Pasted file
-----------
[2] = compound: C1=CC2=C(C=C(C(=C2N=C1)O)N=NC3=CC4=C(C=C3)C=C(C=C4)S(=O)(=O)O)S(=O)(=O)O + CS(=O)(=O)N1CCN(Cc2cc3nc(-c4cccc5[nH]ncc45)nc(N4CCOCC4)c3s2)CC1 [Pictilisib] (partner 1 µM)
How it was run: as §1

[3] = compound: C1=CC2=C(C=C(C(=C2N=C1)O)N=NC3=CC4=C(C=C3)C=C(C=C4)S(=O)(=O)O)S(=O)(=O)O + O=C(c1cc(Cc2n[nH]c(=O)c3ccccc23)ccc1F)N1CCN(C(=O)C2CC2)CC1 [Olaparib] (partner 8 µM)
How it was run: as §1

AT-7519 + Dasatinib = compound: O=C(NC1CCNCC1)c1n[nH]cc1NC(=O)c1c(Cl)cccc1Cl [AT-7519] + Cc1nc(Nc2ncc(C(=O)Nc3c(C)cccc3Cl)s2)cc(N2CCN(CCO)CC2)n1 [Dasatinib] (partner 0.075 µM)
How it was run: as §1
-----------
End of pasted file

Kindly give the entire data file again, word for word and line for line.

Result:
[2] = compound: C1=CC2=C(C=C(C(=C2N=C1)O)N=NC3=CC4=C(C=C3)C=C(C=C4)S(=O)(=O)O)S(=O)(=O)O + CS(=O)(=O)N1CCN(Cc2cc3nc(-c4cccc5[nH]ncc45)nc(N4CCOCC4)c3s2)CC1 [Pictilisib] (partner 1 µM)
How it was run: as §1

[3] = compound: C1=CC2=C(C=C(C(=C2N=C1)O)N=NC3=CC4=C(C=C3)C=C(C=C4)S(=O)(=O)O)S(=O)(=O)O + O=C(c1cc(Cc2n[nH]c(=O)c3ccccc23)ccc1F)N1CCN(C(=O)C2CC2)CC1 [Olaparib] (partner 8 µM)
How it was run: as §1

AT-7519 + Dasatinib = compound: O=C(NC1CCNCC1)c1n[nH]cc1NC(=O)c1c(Cl)cccc1Cl [AT-7519] + Cc1nc(Nc2ncc(C(=O)Nc3c(C)cccc3Cl)s2)cc(N2CCN(CCO)CC2)n1 [Dasatinib] (partner 0.075 µM)
How it was run: as §1